But three men volunteered to go and see if they could find a way out. They started out walking the 15,000-foot elevation in rugged terrain, with ice and snow. One of the men got discouraged and turned back. The two others kept going. They walked for ten days until they came to a swollen river. They could not cross it. It was too dangerous. They wondered if this was the end and if there was any hope for them now.
They camped there for the night. The next morning, they saw a man standing on the other side of the river. They stood up, waved their arms, and yelled to him. The man just seemed to stare back at them. Then he turned and walked away. The next morning he was back again. Once again they yelled and waved their arms. This time the man took a piece of paper out of his pocket, tied it to a stone and threw it across the river. They rushed over to where it had landed, opened it up and read the words, “There is a man coming that I told to come”, in other words, help was on its way. 
Then the man took a chunk of bread out of his pocket and threw it across the river. One of the survivors held the chunk of bread in his hand as if it were a sign, a sacrament that said, “Someone has heard our cries and cares; someone knows about us; someone will come and lead us out of here."  One of the survivors turned to the other and said, “We are saved!”
That is the hope of Christmas. That is the hope of our Christian faith. Someone knows about us, someone has heard our cries and cares. That someone is Jesus Christ. Do you have room in your heart for hope in Jesus Christ?
Last question: Do you have room in your heart for the love of Christ?
Christian love is more than just loving those who look like us, dress like us and act like us. It is more than just loving those who love us back. It is loving all people because they are God’s children. It means loving every person we meet for God’s sake.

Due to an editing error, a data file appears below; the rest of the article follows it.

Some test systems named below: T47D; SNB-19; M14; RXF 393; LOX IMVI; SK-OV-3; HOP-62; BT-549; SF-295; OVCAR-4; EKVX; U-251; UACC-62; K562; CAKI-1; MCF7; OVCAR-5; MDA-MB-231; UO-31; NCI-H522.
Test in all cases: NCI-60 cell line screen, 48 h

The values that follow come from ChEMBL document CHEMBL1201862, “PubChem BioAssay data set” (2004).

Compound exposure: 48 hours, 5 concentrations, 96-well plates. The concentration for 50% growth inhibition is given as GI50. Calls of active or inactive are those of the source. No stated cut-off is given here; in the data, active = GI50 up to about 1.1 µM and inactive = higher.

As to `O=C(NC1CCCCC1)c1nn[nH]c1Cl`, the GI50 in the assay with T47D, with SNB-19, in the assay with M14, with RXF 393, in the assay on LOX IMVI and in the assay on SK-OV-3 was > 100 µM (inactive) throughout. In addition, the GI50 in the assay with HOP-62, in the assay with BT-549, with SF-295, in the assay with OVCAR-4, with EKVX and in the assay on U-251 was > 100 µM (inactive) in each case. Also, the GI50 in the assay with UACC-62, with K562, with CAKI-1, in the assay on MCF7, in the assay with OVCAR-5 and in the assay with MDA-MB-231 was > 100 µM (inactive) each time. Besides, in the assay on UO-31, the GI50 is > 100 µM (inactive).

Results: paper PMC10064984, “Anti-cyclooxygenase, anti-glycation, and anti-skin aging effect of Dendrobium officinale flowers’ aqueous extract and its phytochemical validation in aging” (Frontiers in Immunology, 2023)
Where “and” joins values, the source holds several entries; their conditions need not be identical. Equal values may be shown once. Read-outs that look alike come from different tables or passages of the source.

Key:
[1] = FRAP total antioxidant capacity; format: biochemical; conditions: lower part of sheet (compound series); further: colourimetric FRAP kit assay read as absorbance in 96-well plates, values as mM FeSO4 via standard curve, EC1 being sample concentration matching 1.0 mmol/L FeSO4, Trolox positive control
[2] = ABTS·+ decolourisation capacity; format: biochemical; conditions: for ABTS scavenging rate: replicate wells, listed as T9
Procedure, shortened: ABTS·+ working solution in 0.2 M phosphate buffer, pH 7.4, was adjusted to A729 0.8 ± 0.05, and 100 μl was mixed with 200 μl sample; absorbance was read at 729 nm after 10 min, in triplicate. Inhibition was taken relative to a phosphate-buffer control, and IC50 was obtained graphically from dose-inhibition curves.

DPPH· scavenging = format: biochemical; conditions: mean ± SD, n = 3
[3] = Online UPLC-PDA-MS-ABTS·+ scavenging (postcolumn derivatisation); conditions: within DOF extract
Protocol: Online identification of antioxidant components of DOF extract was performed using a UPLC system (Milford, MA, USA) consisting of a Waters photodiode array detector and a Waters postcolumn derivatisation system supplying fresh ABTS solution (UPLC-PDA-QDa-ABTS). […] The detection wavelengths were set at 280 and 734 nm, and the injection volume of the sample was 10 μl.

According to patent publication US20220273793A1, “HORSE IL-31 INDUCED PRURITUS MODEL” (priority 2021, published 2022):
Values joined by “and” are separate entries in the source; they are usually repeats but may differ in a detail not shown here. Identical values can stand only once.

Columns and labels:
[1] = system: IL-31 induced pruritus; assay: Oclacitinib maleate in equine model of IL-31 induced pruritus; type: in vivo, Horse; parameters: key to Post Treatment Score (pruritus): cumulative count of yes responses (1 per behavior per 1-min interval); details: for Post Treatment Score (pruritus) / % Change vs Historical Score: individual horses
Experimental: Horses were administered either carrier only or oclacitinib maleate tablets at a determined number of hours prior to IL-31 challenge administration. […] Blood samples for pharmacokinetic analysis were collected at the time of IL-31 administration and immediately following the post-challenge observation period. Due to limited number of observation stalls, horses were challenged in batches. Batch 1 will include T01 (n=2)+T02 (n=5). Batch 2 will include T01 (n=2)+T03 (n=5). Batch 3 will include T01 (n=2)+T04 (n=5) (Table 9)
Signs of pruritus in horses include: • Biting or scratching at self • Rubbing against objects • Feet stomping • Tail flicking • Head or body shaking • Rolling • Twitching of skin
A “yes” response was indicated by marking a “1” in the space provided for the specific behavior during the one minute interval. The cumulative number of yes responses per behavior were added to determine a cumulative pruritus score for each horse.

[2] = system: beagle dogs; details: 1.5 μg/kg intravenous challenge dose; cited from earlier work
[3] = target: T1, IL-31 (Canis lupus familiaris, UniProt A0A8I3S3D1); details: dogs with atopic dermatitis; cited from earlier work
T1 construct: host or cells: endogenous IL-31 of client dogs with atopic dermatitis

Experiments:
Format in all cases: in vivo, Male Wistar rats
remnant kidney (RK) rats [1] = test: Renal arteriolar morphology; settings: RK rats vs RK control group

Let’s do a shorter illustration for this one. 
One morning a man was sitting in the kitchen, reading the paper and enjoying a cup of coffee when his son walked in. His son was sniffling, and the man assumed that his son was coming down with a cold. But then he saw it wasn’t a cold; his son was crying and holding his hands cupped together out in front of him. Tears streaming down his face. His son opened his hands, and there was the lifeless form of his son’s hamster. It had died during the night, and the son’s heart was broken. Now the man didn’t much like hamsters. He didn’t care for them at all. They slept during the day and ran around on that squeaking wheel all night. But there in that moment, all the love the man had went out to that hamster. Why? Because his son loved him, so he loved him too, for his son’s sake. 
Christian love is like that. It seeks people out and loves them because God loves them. It loves them for God’s sake. It loves them because they are precious to God. This is why Jesus came into the world in such a humble way. To show dramatically and graphically God’s love for all people, and to teach us how to love one another unconditionally, as God loves us.
So, for this week in Advent, I challenge you to practice hospitality, by making room for others. Don’t get so caught up in the details of Christmas planning that you forget to celebrate and cherish those people whom God has placed in your life. Remember what Jesus has given you and think about what you can give others.
Let us pray.
Father God, thank you for showing us how to open our hearts to Jesus. Help us make room for more faith, more hope, and more love as we continue our Advent journey. Show us how to act as servants as we offer our love and hospitality to others, that they may see in us the joy of knowing Jesus.
Lord, help us all reflect on how well we practice our hospitality in our daily lives. Help us to think about ways that we can make room for others, and for us to consider performing a daily act of hospitality especially toward someone less hospitable. Help us to not get caught up in the details of Christmas planning that we forget to celebrate and cherish those people whom You haveplaced in our lives. Help us to remember what Jesus has given us and think about what we can give to others. We ask all this, through Christ our Lord. Amen.
God Love You +++
+ The Most Rev. Robert Winzens
Pastor - St. Francis Universal Catholic Church
San Diego, Ca.